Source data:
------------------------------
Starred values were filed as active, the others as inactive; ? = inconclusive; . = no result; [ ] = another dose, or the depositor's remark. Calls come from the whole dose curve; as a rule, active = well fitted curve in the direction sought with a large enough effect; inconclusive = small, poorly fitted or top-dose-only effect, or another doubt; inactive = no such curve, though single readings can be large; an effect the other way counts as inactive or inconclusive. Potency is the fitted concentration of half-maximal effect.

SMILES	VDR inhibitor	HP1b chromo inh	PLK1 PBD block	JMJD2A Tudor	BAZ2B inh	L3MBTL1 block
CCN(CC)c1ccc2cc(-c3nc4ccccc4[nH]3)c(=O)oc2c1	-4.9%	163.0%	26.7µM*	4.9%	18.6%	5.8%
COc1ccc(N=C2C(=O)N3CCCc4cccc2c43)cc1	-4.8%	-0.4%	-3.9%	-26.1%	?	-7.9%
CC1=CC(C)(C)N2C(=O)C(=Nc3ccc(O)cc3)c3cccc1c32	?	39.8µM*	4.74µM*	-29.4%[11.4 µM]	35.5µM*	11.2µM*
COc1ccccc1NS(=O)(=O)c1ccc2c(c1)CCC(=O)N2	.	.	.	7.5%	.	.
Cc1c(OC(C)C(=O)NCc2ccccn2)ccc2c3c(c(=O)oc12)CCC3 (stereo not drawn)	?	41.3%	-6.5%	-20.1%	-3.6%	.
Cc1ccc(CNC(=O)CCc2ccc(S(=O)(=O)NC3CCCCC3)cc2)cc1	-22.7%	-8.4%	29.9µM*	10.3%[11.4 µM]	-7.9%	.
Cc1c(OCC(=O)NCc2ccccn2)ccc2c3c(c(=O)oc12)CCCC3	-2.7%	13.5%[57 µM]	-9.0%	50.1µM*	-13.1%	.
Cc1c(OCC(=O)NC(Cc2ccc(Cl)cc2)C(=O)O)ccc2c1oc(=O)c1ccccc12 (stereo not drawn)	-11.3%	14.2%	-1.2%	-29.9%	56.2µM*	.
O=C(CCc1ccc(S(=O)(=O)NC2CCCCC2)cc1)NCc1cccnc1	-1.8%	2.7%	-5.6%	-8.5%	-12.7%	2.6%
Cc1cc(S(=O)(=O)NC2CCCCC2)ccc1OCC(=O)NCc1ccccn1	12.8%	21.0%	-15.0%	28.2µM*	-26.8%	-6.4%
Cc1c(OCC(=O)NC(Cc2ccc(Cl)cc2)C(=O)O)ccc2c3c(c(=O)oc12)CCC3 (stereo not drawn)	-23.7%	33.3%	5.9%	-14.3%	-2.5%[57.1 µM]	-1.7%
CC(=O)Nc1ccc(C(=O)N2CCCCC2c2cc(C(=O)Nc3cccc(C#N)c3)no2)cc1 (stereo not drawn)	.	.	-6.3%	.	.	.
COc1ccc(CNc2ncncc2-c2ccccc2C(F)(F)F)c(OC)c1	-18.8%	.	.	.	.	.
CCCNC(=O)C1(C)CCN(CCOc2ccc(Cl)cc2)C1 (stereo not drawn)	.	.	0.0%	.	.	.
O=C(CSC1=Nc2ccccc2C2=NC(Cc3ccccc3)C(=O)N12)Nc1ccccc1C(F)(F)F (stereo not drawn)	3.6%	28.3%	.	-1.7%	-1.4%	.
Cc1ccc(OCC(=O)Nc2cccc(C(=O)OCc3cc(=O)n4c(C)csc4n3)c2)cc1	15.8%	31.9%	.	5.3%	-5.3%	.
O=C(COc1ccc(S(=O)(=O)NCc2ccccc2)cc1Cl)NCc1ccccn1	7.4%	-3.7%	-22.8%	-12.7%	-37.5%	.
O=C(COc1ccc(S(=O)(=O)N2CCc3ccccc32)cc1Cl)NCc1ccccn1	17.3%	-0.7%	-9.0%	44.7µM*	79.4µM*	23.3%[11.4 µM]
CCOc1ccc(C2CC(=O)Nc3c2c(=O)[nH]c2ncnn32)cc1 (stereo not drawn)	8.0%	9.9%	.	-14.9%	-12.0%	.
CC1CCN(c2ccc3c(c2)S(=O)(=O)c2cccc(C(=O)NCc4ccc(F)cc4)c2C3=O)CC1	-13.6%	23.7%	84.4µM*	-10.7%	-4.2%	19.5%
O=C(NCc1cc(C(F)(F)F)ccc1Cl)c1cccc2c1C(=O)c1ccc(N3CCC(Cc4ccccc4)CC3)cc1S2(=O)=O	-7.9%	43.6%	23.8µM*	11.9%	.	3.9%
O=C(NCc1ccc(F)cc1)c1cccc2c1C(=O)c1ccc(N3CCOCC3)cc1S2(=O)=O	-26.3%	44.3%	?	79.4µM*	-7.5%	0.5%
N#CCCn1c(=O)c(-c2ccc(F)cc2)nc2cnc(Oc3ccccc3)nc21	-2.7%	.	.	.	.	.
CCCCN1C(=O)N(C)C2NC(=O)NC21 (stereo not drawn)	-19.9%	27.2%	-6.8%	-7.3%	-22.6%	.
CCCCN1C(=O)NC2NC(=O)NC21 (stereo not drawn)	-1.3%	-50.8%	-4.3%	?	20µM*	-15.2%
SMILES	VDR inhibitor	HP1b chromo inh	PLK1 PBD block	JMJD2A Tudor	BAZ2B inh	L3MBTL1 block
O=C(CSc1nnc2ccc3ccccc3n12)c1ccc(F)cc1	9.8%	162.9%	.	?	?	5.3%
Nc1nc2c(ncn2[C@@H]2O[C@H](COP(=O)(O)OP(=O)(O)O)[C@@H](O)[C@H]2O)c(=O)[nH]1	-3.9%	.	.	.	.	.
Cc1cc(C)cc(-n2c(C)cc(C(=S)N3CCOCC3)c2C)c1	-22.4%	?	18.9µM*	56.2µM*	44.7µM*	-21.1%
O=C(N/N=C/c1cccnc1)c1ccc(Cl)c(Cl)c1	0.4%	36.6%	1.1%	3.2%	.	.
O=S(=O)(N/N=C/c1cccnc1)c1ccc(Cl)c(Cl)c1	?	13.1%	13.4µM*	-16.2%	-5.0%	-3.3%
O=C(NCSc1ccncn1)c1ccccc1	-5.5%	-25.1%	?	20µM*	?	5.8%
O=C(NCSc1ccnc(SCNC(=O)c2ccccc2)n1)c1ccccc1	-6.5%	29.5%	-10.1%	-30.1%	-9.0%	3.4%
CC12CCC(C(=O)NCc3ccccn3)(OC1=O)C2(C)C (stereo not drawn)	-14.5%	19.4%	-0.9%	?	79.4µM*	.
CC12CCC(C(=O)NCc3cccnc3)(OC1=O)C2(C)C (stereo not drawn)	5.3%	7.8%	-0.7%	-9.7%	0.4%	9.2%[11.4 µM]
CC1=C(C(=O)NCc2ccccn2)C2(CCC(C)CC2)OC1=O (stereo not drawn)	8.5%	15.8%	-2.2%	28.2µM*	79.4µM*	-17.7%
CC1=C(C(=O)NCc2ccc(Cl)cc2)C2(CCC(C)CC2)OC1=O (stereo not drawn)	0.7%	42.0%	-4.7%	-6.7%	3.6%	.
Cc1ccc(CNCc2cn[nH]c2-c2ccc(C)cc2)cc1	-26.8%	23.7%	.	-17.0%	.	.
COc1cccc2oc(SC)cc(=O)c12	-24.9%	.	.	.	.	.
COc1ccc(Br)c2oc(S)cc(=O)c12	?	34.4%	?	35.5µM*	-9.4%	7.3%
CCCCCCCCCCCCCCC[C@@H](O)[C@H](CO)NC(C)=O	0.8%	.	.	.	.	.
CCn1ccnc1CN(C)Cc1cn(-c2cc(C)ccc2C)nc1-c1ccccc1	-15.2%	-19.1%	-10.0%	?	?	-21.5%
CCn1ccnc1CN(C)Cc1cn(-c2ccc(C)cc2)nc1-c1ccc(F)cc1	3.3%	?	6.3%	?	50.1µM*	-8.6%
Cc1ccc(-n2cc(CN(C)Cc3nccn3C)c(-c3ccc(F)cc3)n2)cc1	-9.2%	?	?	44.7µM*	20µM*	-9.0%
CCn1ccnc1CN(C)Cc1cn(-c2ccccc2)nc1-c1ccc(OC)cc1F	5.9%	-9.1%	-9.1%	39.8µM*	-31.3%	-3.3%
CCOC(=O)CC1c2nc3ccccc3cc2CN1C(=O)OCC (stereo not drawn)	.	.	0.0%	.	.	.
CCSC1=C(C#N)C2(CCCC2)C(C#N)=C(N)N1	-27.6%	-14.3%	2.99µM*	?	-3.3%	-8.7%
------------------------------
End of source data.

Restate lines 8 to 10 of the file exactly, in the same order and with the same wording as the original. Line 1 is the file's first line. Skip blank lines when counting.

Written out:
Cc1ccc(CNC(=O)CCc2ccc(S(=O)(=O)NC3CCCCC3)cc2)cc1	-22.7%	-8.4%	29.9µM*	10.3%[11.4 µM]	-7.9%	.
Cc1c(OCC(=O)NCc2ccccn2)ccc2c3c(c(=O)oc12)CCCC3	-2.7%	13.5%[57 µM]	-9.0%	50.1µM*	-13.1%	.
Cc1c(OCC(=O)NC(Cc2ccc(Cl)cc2)C(=O)O)ccc2c1oc(=O)c1ccccc12 (stereo not drawn)	-11.3%	14.2%	-1.2%	-29.9%	56.2µM*	.